A lot of residential real estate transactions in China are made in cash!

Secondly, the secondary market for residential real estate in China is extremely weak. As Patrick Chovanec wrote here,

What we see in China, though, is an extremely weak secondary market.  In the U.S., the ratio of secondary to primary residential property transactions for the first half of 2009 was 13.45; in Hong Kong it was 7.25.  In China as a whole, that ratio was 0.26 (four times as many new home purchases as secondary sales).  Even in China?s most developed markets the ratios were just 1.30 for Beijing, 1.56 for Shanghai, and 1.35 for Shenzhen.

If you combine these two characteristics together, you can conclude that a lot of real estate purchases in China are made with relatively little borrowing (or none at all) on brand new homes. As a result, the Chinese are, as Patrick Chovanec wrote,

? in that sense, the people using real estate as a store of value, a place to stash their cash?

That explains why there is a lot of idle and empty apartments in China as more and more of them are being built by property developers.

But the fact there is relatively little consumer leverage in the Chinese property market does not mean that there?s little leverage in the property sector. In China, the leverage is placed on the shoulders of property developers. In other words, the Chinese property ?investors? are de-leveraging the developers!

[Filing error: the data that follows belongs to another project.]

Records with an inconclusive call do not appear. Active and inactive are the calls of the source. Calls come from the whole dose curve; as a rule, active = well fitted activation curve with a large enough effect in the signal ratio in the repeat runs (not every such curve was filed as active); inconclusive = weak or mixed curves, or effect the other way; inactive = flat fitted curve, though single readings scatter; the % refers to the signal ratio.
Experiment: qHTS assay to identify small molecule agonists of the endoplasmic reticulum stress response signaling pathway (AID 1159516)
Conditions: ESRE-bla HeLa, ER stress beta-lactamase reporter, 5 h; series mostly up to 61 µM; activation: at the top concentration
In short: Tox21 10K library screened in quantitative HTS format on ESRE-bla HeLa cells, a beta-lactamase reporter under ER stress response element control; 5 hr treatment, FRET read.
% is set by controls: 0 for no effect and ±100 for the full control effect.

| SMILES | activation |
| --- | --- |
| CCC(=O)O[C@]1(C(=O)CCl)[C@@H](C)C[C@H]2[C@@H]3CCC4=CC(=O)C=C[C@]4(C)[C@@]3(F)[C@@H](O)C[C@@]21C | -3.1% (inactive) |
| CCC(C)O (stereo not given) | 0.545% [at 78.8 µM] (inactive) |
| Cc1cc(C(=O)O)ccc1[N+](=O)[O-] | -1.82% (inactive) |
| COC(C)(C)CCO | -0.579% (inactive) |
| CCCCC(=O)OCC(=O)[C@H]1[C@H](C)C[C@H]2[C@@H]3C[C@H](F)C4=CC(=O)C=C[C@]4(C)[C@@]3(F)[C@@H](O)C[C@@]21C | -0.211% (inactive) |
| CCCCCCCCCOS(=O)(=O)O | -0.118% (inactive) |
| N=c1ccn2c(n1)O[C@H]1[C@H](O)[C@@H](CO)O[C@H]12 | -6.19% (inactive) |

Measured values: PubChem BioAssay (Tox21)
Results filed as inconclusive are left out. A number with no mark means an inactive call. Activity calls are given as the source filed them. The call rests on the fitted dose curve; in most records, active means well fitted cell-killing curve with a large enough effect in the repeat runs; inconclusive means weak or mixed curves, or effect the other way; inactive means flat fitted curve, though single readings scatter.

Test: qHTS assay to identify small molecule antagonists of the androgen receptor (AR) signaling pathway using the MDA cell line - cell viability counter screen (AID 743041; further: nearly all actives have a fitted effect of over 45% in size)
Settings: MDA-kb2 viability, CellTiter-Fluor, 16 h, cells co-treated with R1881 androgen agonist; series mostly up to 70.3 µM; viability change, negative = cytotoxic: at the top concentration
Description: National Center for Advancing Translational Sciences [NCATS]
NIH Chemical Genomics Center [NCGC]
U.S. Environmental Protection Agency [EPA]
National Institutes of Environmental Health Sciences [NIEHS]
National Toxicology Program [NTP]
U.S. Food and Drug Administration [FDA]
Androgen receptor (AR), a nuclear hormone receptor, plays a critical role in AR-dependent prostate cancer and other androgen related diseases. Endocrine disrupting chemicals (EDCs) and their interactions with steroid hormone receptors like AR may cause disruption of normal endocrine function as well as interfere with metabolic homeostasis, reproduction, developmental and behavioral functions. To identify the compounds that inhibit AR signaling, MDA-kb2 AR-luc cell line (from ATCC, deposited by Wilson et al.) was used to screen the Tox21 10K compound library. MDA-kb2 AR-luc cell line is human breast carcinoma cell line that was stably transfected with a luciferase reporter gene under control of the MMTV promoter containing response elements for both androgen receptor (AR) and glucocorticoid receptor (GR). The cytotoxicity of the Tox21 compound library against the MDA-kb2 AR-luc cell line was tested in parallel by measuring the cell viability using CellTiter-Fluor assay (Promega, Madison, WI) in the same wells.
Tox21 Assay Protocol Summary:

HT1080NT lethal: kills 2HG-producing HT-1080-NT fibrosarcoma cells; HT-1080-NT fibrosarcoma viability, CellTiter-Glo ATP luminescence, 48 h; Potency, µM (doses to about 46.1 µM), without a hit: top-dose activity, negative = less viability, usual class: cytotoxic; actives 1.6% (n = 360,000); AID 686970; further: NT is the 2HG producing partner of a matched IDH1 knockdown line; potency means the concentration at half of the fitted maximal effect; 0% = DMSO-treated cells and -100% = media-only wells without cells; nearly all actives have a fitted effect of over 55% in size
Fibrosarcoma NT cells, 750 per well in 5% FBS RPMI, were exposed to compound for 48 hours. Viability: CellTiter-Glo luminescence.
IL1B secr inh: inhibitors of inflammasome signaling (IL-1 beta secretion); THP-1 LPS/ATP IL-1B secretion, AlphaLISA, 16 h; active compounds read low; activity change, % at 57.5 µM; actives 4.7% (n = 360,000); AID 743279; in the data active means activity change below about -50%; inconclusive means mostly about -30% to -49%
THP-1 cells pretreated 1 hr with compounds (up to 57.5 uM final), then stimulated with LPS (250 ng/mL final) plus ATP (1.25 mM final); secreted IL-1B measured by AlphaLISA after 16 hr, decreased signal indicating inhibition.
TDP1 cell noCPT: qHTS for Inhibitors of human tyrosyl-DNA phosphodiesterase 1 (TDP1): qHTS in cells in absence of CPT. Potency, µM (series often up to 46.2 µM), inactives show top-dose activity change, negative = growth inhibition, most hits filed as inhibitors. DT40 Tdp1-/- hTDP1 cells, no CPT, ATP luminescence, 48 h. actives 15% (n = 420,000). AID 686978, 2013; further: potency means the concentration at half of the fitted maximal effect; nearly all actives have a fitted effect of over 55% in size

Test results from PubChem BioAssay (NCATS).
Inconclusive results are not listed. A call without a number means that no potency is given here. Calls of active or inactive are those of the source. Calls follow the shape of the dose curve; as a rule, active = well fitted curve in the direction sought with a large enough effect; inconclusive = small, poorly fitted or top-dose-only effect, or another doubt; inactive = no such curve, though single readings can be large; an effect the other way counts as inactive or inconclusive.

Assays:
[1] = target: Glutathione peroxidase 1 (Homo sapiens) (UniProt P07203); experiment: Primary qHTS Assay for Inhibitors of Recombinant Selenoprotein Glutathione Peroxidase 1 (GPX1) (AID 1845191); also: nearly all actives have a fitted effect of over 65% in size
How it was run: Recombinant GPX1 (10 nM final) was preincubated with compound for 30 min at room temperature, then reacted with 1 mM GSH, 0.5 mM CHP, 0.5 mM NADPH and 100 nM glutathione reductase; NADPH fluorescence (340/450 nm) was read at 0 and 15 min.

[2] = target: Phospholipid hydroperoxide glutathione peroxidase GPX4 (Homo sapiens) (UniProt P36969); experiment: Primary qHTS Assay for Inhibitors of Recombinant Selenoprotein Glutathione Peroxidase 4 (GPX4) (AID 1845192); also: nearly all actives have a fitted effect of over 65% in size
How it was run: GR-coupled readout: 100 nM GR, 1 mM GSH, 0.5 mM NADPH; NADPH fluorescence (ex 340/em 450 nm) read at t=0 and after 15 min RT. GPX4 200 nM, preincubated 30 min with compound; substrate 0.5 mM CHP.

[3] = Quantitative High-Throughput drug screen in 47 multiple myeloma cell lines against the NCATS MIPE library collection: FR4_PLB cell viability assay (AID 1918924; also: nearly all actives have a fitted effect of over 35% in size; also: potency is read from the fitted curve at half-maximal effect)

Now, what if the Chinese government succeeded (whether accidentally or deliberately) in smashing the store-of-value function of property? We will go into that in the next article. Keep in tune!

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  • One of our readers has this comment:

    One common practice here in China that you didn't mention, is the “personal loan”. Sure, many people pay for their apartments in cash, but the cash is borrowed from within the family. Uncles, grandparents, parents – all are hit up for the money. When you have family around you who can do the
    same thing, the idea of going to the bank for a loan is foreign to the Chinese mentality. The concept of family is much stronger here than in Australia.

    The other thing that happens, as a result of the wealth storage phenomenon, is that it is very difficult to negotiate deals in the secondary market or rental market. Even when there is a glut of empty apartments, landlords are not interested in reducing rents. Personally, I find it amazing that they would not want to have a tenant in the apartment and collecting rent on their investment, but no, most private landlords look only at the long term capital appreciation.

  • Matto

    Some more china info & opinion

    http://georgewashington2.blogspot.com/2010/05/i

  • Matto

    Beijing house prices down 31.4% in the last month!

    http://www.capitalvue.com/home/CE-news/inset/@1